2. It’s complex: The relationship between solar and body clock
Some opponents of summertime argue that it ‘messes with the body clock’. Why? Because light is the primary zeitgeber, which entrains the internal biological clock to the earth’s 24-hour light-dark cycle every single day. Under summertime, ‘solar time’, that is, the sun’s motion, is shifted by one hour relative to ‘social time’, our daily schedules. And this may cause problems, some argue.
But is the relationship between biological clock and sunlight really invariant and deterministic? One study from Europe claims that it is, although the researchers’ conclusion presupposes a number of assumptions rendering it debatable. Indeed, a 2017, a modelling study suggested that the case is more complex. Here, the researchers investigated the extent to which varying amounts of artificial light in the evening modulate the relationship between body and ‘solar’ clocks. They found that light intensities of only 100 lux, comparable to staircase lighting in buildings, greatly reduced the influence of solar time on sleep-wake rhythms. Additionally, a recent study among UK students showed that sleep-wake timing depends on when and how much light we are exposed to rather than at what time the apex of the sun’s motion is reached. In sum, while natural sunlight is important beyond doubt, the question of how meaningful the effects of a shift in solar time by one hour will be in a modern light environment, can currently not definitely be answered.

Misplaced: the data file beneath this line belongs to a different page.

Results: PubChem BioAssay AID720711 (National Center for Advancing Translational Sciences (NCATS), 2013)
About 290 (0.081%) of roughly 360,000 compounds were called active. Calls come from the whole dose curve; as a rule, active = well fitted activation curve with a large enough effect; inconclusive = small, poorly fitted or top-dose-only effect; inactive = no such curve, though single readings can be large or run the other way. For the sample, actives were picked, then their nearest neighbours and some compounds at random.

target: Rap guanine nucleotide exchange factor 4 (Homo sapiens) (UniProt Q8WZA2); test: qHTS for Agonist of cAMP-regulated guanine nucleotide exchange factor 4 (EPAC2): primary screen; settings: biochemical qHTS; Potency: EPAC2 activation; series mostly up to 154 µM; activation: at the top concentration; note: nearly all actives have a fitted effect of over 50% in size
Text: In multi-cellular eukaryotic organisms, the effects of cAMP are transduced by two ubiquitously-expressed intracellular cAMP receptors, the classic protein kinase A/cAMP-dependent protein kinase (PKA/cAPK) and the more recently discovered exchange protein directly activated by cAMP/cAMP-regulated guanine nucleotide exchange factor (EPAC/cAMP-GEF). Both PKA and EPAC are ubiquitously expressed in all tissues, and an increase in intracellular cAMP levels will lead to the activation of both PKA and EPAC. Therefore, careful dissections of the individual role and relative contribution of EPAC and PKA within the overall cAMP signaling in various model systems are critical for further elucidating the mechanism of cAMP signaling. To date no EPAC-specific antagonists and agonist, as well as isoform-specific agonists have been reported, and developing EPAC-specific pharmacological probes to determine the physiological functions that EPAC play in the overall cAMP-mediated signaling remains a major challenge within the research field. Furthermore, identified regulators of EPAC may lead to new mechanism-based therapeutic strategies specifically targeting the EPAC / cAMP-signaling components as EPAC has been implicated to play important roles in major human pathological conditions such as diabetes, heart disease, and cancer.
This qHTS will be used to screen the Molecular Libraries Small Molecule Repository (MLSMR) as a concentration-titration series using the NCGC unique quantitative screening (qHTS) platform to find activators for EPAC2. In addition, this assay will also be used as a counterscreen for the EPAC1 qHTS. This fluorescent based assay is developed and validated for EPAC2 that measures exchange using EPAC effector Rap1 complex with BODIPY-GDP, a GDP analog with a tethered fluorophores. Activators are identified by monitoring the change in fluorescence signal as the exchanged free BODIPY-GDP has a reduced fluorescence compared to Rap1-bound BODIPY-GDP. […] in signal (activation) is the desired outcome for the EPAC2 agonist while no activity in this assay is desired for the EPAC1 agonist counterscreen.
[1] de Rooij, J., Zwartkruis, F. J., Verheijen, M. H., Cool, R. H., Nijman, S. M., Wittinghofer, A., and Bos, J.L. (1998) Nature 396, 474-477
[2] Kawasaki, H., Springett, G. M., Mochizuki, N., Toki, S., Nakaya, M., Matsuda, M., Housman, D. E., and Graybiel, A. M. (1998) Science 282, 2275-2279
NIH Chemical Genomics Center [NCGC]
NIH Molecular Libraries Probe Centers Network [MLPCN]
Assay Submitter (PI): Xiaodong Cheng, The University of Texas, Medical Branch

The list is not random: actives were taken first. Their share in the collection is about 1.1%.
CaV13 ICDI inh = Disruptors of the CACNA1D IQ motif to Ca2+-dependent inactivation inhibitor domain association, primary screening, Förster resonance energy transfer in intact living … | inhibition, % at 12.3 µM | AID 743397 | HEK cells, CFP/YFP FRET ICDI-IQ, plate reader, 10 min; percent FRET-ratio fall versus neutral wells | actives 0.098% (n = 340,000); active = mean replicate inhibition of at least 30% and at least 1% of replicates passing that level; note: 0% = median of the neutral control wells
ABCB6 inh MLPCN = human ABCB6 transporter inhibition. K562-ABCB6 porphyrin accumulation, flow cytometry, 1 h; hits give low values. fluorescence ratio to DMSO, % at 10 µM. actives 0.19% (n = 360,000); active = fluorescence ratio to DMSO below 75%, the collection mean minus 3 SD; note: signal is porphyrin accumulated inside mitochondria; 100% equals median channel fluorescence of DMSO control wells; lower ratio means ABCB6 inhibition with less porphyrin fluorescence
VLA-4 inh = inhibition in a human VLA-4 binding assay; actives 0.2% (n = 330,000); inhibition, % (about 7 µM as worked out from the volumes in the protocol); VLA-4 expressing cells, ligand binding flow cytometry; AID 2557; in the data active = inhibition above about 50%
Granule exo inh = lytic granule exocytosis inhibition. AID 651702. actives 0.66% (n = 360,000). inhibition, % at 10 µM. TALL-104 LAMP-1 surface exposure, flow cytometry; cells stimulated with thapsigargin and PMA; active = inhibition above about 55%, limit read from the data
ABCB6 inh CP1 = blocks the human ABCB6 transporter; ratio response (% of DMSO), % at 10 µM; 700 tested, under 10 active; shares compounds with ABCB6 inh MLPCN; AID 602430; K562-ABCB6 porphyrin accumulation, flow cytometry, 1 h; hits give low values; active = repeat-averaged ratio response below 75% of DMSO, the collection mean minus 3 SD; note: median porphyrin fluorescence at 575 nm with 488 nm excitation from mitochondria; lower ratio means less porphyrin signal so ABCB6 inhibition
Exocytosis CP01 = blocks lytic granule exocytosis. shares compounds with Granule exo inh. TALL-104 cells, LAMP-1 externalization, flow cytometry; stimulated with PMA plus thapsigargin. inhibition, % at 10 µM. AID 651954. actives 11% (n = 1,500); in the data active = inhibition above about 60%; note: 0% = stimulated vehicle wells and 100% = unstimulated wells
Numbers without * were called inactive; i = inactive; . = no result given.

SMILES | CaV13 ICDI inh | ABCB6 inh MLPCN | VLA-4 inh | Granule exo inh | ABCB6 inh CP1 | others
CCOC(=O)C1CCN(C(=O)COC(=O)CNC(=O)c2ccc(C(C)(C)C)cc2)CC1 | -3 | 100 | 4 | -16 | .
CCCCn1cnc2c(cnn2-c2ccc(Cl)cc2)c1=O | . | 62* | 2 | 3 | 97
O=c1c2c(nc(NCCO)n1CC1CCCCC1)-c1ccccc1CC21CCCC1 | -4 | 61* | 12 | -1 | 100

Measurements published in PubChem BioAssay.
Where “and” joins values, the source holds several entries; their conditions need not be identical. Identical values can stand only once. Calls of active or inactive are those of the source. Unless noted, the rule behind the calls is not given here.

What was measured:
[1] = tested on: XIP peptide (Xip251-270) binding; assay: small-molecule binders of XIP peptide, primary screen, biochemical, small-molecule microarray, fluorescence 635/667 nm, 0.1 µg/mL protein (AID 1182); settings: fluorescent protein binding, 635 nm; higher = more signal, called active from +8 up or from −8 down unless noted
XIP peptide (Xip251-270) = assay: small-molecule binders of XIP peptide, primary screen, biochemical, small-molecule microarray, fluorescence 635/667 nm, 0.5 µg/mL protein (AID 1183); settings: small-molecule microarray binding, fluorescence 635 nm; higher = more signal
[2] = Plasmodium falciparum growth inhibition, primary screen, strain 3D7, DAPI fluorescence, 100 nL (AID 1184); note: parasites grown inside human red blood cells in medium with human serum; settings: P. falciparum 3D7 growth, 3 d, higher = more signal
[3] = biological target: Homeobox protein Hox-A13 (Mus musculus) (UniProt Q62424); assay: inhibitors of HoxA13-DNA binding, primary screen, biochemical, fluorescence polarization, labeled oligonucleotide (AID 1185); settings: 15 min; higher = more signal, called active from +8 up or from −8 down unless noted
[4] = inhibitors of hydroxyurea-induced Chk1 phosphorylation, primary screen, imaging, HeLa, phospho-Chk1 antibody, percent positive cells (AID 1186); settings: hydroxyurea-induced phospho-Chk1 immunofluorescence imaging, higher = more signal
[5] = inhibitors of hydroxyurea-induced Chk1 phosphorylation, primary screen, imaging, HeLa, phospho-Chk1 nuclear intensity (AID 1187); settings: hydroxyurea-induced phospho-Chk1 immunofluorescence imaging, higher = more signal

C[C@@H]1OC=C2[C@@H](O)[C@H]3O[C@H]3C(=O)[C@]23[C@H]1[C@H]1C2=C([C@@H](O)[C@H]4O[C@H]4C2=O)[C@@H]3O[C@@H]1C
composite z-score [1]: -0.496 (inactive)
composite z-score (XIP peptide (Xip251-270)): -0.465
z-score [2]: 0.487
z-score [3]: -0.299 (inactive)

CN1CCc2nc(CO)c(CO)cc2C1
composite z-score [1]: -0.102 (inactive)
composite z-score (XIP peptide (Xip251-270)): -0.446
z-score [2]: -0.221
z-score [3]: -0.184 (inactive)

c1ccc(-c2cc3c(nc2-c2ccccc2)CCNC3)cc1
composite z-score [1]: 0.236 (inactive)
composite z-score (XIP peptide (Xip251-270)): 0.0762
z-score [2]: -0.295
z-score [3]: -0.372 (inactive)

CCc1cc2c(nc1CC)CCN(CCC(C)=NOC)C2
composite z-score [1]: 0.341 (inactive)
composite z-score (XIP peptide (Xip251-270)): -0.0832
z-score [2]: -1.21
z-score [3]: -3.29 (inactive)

3. It’s unresolved: The magnitude of negative health consequences
‘Cancer’ is a buzzword triggering attention and fear in many people. But could perennial summertime really increase cancer rates and should we therefore be worried? In this context, two studies investigated cancer incidence rates in relation to the position within a time zone in Russia/China and the US. This is a very elegant approach as the western end of a time zone resembles summertime whereas the eastern end resembles wintertime. First, both studies concluded that the risk for cancer increases when moving westwards. However, the researchers from the US admit that the effects are very small — especially compared to other well-known risk factors. Furthermore, time zones in the Chinese/Russian study were two to four times the width of a ‘standard time zone’, therefore representing rather extreme cases. Last, data from the European Cancer Registry do not seem to back these findings — at least, nothing along these lines has been published and the data do not suggest an obvious effect. Thus, while we certainly need to be cautious, I recommend to carefully evaluate the scientific evidence before drawing simplified conclusions that may alarm the public.
All things considered, perennial wintertime seems the safer choice. However, the potential consequences of perennial summertime and their magnitude currently cannot be predicted.
Beyond this though, the debate exemplifies how challenging adequate communication of scientific evidence can be. Even in controversial debates, scientists need to inform in an unbiased way and not ‘sell’ an emotionalized story. As experts, it is their task to tell the whole story and this includes informing about still lacking evidence. After all, scientists should not underestimate nonexperts’ ability to understand scientific considerations and flag concerns for instance about the quality of evidence. Only this way, insecurities and doubt in science can translate into public trust.